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Toronto Review: LA LA LAND

When a movie like La La Land is so buzzed about, even lauded, it can feel as you’re trying to write a review, you’re only chiming in, rather than saying anything fresh or interesting. “It’s a Best Picture racehorse,” you’ll read; “It’s a prizewinner in any regard,” handicappers agree; “It’s an astounding, fantastic, emotionally overwhelming American m-o-v-i-e movie,” your musically-inclined movigeoing friends (or parents) will sing. It’s great. It’s grand. I loved it. You will too.

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Pride, Unprejudiced: The Fits, DePalma

Oh glorious subjectivity. Motion and emotion trounce text in The Fits, debut writer-director-producer Anna Rose Holmer’s patient, powerful, dreamy debut feature. Center frame is a young wonder named Royalty Hightower as an alienated eleven-year-old tomboy named Toni, who strives to become one of The Lionesses, a dance team in the West End of Cincinnati. Repetition, routine, formation.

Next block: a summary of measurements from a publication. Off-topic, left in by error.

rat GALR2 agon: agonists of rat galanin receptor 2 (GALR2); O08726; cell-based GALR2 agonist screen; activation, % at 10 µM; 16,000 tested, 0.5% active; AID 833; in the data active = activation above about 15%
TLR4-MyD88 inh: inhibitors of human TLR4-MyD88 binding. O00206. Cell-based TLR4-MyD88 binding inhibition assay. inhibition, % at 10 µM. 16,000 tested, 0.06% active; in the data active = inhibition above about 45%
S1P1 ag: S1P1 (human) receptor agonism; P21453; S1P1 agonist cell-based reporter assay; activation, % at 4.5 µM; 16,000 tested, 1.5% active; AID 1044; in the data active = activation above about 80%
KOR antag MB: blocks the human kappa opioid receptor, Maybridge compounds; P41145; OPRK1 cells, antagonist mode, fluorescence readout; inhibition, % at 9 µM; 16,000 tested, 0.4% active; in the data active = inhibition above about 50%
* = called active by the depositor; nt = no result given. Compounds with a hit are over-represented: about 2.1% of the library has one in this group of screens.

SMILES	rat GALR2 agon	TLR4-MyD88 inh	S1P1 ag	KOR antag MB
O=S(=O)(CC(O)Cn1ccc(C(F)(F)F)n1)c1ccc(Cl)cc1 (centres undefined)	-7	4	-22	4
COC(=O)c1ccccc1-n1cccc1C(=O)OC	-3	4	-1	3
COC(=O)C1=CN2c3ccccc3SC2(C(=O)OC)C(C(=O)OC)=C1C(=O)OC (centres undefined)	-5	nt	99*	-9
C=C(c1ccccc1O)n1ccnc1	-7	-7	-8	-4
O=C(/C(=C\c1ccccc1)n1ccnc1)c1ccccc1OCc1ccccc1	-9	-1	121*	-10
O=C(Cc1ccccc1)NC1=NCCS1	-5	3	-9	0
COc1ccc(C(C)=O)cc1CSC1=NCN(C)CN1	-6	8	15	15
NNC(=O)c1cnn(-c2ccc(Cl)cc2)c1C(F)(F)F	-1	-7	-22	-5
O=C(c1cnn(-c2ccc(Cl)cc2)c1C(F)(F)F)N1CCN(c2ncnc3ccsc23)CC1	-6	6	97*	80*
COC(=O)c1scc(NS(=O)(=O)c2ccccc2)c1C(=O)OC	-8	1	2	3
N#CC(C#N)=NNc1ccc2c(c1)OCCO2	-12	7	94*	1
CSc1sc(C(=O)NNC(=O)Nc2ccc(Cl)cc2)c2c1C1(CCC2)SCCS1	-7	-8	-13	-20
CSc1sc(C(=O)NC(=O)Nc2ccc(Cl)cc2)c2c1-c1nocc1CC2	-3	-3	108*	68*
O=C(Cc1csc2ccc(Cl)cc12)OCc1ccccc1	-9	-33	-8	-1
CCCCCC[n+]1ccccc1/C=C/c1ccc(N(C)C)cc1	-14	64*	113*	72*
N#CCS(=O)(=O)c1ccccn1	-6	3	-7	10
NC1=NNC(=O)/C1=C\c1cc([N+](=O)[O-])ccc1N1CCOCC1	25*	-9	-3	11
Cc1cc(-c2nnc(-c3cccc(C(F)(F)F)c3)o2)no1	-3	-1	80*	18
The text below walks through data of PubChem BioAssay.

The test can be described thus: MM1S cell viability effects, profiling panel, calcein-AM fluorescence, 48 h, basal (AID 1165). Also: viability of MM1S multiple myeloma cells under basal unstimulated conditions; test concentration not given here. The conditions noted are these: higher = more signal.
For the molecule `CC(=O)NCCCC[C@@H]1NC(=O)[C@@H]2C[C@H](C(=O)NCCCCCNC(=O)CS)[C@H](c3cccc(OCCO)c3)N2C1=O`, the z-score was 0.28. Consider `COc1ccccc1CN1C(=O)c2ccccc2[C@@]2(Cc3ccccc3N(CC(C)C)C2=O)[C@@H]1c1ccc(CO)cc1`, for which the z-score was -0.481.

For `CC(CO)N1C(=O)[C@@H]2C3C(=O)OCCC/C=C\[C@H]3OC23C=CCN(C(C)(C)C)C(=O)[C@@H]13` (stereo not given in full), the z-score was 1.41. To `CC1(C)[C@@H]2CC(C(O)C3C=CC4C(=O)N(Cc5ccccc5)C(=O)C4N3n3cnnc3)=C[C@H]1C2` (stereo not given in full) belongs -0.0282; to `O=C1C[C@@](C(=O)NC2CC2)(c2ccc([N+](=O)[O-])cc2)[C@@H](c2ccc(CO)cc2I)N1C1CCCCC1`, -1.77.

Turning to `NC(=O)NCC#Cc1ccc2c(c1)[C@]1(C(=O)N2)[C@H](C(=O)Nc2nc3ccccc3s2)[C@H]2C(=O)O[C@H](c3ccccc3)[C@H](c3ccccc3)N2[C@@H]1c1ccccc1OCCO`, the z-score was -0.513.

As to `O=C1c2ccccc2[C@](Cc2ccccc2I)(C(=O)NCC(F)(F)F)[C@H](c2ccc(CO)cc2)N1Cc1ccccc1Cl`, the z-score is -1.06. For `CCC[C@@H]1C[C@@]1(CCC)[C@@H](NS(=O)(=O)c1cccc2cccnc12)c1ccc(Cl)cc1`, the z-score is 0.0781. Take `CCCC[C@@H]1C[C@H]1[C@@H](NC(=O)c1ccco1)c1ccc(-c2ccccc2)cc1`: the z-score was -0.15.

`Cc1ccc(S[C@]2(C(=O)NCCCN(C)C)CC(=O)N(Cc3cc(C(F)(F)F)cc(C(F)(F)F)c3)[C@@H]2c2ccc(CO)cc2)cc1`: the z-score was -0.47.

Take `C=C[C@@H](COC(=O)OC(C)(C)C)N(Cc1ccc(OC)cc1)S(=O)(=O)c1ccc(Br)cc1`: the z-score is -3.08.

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Confessions Of A Film Festival Junkie – Part 3

Toronto is one of the fastest growing cities in North America, increasing population by 200,000 a year on average in the past decade with no sign of letting up. The downtown core can’t cope with mounting traffic and new subway routes to alleviate congestio are unlikely. And for locals and visitors alike, it was tougher because six blocks of King Street West (where the TIFF Lightbox sits) were turned into a pedestrian mall with food trucks, vendors, live concerts and teeming crowds. They’ve been doing it for at least three years and there’s no question it adds to the general festival experience.

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Toronto Review: Arrival

With Arrival, director Denis Villeneuve has realized a beautiful, life-affirming piece of science fiction as visually strong as it is thematically layered, featuring astonishing performances and knockout sound design to carry it through the upcoming season. Any qualms about the Québécois-turned-international director’s Blade Runner sequel can be dismissed.

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Weekend Estimates